“Undervalued” vs.. “undervalue”… is there a difference?
People often speak of buying a property “undervalued”, as if they are discovering something nobody else figured out. Stocks, land, and real estate can all be purchased undervalued, but this is different from buying property UNDER value.
Here’s the difference…
Let’s say you think a company is ripe to expand within the next few years. You are speculating that the value of the company’s stock will increase, so you buy AT MARKET PRICE and hope you are right. You can also buy a property at MARKET PRICE and hope demand will increase and thus its value will go up. You can buy gold at today’s price and hope it will go up in price. However, in all cases, you are speculating that the asset will increase in value and that it is CURRENTLY undervalued.
Compare this thinking to buying a property UNDER VALUE, that is below its CURRENT market value. If a house is worth $200,000 based on similar houses that have sold recently, the market value is $200,000. It may be an “up and coming” neighborhood with a good school district that most people have not yet discovered, so you can buy it for $200,000 based on the idea that the future value will be more, so it’s currently “undervalued.”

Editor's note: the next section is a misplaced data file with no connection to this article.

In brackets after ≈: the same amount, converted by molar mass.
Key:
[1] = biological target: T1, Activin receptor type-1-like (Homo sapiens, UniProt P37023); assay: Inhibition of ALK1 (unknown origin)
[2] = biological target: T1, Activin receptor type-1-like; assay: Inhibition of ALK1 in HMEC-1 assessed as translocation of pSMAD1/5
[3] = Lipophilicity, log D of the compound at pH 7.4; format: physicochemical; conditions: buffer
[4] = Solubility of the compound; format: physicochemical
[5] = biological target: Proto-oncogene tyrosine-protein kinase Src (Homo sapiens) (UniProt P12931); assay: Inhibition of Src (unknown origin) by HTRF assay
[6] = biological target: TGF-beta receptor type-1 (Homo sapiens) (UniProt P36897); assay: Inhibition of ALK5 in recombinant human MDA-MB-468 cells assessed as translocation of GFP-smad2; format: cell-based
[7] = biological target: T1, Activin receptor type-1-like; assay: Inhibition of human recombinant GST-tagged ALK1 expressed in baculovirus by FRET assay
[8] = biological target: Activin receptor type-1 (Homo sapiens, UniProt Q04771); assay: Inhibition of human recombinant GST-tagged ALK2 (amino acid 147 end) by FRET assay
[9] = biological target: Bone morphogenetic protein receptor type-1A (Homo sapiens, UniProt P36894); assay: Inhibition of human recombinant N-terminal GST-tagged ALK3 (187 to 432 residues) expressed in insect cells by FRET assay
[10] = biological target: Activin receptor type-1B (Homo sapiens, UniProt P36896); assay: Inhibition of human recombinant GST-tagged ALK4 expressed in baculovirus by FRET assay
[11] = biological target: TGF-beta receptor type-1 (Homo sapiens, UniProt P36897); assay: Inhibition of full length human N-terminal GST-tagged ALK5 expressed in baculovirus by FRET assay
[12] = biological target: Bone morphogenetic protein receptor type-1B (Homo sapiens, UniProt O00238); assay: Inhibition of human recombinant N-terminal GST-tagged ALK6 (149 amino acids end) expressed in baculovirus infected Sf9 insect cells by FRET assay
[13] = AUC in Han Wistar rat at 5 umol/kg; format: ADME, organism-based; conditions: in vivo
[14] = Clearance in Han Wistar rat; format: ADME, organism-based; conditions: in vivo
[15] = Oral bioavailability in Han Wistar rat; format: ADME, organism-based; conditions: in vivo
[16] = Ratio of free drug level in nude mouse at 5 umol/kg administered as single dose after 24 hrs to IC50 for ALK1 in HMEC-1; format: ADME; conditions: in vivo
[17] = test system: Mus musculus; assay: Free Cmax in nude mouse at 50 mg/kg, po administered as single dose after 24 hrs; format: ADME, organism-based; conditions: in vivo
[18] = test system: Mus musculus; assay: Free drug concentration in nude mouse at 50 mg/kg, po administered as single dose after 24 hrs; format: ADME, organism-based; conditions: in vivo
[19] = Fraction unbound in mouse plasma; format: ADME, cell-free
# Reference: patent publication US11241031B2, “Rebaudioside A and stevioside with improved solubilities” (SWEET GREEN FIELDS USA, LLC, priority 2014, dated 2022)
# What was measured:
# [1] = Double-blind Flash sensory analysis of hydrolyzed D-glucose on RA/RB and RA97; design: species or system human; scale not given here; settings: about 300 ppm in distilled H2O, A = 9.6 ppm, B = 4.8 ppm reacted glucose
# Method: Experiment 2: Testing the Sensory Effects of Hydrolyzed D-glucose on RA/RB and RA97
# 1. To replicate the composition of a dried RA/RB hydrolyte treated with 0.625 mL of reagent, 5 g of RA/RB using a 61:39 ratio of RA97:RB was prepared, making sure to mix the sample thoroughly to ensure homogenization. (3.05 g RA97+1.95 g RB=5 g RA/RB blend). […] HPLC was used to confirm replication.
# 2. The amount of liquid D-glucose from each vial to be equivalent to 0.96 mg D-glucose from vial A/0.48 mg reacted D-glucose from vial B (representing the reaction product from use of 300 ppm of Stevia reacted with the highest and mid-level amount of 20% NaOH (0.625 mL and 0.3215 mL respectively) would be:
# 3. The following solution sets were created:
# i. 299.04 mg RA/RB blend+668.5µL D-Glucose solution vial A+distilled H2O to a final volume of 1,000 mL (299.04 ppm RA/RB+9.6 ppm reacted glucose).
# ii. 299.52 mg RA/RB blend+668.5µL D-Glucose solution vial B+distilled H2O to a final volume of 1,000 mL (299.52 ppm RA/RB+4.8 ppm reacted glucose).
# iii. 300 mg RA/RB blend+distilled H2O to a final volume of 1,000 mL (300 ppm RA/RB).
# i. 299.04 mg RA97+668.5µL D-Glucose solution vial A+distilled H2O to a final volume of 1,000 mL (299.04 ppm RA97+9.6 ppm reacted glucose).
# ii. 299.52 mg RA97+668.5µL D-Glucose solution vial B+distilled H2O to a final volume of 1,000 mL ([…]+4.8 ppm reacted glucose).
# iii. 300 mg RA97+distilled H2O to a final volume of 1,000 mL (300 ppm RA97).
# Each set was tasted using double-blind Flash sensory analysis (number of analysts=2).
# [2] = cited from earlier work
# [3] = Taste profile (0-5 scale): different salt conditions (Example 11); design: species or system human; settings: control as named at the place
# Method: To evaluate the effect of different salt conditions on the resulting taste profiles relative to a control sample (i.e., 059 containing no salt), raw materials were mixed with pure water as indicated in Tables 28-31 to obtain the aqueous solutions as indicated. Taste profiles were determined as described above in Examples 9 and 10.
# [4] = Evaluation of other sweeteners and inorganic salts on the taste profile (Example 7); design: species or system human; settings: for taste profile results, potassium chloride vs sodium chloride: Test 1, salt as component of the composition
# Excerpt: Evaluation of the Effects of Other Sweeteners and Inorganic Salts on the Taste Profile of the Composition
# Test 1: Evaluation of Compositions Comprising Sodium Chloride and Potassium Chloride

Or, you can buy a property with a current market value of $200,000 and pay $150,000, in which case you are buying BELOW value, or with BUILT-IN value. Why is there built-in value? Simple – you can sell it tomorrow for up to $200,000! If you buy real estate undervalued, you have to wait until everyone else realizes what you suspect to be true, that the property SHOULD be worth more.
Certainly, buying property that is undervalued can make you money in that you are speculating future demand will be higher and prices will increase for that asset. But, a safer, smarter approach is to buy undervalue because a particular seller has some motivation, such as a foreclosure, estate, or divorce. Instead of looking for “value plays”, look for value built-in, which can always be found when a particular seller has extreme motivation and needs to sell quickly.
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Attorney William ("Bill") Bronchick, host of Legalwiz.com, has authored six best-selling books and is sought nationwide for his 25+ years of real estate and legal knowledge. He has been interviewed by numerous media outlets, such as CNBC, TIME Magazine, USA Today, Investor Business Daily, Forbes, and the LA Times, to name a few. William Bronchick is the co-founder and past President of the Colorado Association of Real Estate Investors and the Executive Director and founder of the College of American Real Estate Investors. Click on the "About" link above for more information on William Bronchick. Frank Pulley is an experienced real estate investor and foreclosure specialist. He is the director of William Bronchick's Coaching and Mentoring Programs. For more info, contact [email protected]